The Influencer Vendor Showdown: How Do You Know Who’s Legit?

The Influencer Vendor Showdown: How Do You Know Who’s Legit? Matthew Knell Blogger Extraordinaire Simply Measured

Author’s Note: This article is the first in a series about the influencer economy. Future columns will feature vendor profiles and a deeper look at the landscape. If you’d like to be featured in these columns, please fill out these short survey!

It’s time for a social media reality check. Kevin has acknowledged it on this very blog: organic social is disappearing into the larger realm of “social media marketing.” I think that all seasoned social media professionals understand the reality of algorithm-driven content distribution — it’s never really up to you as a brand or publisher to decide what’s going to happen with your content. But what if there was a way that still gave you power?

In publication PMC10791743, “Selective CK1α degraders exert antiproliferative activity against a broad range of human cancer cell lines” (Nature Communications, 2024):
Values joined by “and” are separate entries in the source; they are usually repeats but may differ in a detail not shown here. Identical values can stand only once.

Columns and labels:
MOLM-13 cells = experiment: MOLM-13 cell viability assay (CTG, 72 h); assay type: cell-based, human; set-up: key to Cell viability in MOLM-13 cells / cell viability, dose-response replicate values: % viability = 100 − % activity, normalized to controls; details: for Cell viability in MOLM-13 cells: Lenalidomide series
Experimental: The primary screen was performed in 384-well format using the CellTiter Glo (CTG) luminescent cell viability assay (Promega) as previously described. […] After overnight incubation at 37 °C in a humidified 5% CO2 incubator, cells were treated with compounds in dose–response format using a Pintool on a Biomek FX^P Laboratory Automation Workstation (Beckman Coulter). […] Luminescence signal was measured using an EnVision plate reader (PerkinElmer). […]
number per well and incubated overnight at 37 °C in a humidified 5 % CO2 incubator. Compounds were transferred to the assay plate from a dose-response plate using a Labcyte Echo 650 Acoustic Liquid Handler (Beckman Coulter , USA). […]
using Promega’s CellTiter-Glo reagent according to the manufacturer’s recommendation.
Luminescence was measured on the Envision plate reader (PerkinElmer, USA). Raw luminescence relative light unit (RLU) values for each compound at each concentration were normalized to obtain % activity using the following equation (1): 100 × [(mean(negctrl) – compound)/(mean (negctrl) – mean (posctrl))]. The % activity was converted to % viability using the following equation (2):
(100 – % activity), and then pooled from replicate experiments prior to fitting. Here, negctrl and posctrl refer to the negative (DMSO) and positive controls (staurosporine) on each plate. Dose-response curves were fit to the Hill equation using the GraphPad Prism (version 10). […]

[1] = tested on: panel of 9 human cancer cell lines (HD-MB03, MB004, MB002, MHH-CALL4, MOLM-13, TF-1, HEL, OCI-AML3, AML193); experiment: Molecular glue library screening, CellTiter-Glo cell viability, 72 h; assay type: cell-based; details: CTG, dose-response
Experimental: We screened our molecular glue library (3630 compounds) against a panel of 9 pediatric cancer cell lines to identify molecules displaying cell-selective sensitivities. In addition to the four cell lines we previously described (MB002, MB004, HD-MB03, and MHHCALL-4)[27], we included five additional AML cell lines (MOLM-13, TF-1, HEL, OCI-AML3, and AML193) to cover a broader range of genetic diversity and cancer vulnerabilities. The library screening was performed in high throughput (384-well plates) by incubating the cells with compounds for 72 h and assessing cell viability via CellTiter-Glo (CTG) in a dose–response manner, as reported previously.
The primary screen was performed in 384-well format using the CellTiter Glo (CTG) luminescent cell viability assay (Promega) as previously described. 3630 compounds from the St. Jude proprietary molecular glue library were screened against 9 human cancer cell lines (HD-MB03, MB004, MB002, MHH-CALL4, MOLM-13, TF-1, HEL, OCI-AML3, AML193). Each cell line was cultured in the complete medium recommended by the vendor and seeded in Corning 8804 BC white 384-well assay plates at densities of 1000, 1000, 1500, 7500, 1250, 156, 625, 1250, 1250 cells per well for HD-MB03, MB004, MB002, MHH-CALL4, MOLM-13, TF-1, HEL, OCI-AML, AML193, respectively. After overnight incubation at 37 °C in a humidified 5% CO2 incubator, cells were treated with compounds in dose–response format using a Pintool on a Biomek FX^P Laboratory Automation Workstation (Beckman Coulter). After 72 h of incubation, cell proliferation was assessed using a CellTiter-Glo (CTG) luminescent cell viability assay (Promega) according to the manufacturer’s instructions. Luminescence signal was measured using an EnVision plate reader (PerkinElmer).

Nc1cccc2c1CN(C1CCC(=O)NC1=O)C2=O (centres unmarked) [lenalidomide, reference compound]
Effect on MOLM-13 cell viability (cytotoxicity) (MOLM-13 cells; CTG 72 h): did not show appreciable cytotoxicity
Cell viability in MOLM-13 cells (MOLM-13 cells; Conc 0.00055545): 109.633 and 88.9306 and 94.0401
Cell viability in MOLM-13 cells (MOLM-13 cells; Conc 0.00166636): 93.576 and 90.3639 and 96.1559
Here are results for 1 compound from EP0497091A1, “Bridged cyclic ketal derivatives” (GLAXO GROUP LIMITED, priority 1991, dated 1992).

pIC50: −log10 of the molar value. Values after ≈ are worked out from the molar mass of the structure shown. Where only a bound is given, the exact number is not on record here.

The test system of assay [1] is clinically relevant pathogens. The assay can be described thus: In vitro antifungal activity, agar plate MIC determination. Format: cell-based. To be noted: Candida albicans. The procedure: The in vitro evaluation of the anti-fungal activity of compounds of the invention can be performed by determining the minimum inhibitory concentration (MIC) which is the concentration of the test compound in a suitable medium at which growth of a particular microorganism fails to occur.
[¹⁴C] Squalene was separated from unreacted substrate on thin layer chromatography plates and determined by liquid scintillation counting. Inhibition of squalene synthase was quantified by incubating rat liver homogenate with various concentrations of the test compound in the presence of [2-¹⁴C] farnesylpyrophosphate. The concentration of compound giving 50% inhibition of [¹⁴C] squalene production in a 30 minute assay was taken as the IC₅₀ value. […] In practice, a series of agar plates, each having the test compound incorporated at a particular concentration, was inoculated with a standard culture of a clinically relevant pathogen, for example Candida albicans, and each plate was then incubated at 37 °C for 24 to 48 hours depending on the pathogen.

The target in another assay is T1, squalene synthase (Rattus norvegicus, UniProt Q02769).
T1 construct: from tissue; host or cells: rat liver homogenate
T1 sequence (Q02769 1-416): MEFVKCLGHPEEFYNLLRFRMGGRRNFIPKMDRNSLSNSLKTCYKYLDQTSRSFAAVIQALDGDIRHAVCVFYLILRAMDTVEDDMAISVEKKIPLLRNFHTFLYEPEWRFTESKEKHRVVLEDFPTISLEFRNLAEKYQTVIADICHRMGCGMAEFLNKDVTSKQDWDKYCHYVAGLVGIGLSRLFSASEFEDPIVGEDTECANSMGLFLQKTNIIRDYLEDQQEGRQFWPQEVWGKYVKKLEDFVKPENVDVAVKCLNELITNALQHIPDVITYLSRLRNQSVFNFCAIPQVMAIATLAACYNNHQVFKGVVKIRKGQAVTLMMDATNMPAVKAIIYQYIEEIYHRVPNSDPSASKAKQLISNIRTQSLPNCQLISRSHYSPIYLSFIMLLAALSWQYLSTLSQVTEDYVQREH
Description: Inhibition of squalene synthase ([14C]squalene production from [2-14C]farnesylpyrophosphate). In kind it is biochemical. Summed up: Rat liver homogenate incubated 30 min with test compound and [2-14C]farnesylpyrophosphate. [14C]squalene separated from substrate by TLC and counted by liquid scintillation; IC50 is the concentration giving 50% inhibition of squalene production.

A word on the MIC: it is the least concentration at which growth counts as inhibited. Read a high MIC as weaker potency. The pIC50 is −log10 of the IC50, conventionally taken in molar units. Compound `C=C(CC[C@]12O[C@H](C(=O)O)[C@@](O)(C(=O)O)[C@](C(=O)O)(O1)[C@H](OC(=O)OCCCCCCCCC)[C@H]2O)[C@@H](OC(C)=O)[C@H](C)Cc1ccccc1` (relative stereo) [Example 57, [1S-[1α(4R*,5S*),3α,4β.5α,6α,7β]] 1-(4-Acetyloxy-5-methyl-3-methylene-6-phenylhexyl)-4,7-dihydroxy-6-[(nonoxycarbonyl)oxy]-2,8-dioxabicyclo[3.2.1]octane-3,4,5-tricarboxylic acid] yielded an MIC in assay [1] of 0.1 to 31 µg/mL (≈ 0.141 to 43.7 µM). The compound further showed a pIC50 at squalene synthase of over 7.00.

It’s not terribly surprising to see the rise of “influencers” as a way for brands to reach new audiences.  

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In fact, for many brands, it’s a primary way of sharing their message. Influencers allow relatively consistent distribution of selected messages in their area of influence to hundreds or thousands of adoring fans who will almost certainly love your message. What could possibly go wrong? (#sarcasmwarning).

But for every reputable superstar influencer, there are hundreds, if not thousands, of other “influencers” (human and animal) who are willing to take your money and broadcast your message to their loyal followers (or, frankly, just take your money).

The result is a sort of “Wild West”: individual contributors representing themselves, influencer talent agencies representing contributors, PR and social agencies, and stand-alone self-service software and analytics tools trying to identify influencers. It’s a byzantine process (see also, the so-called influencer “Bad Neighbor Effect”).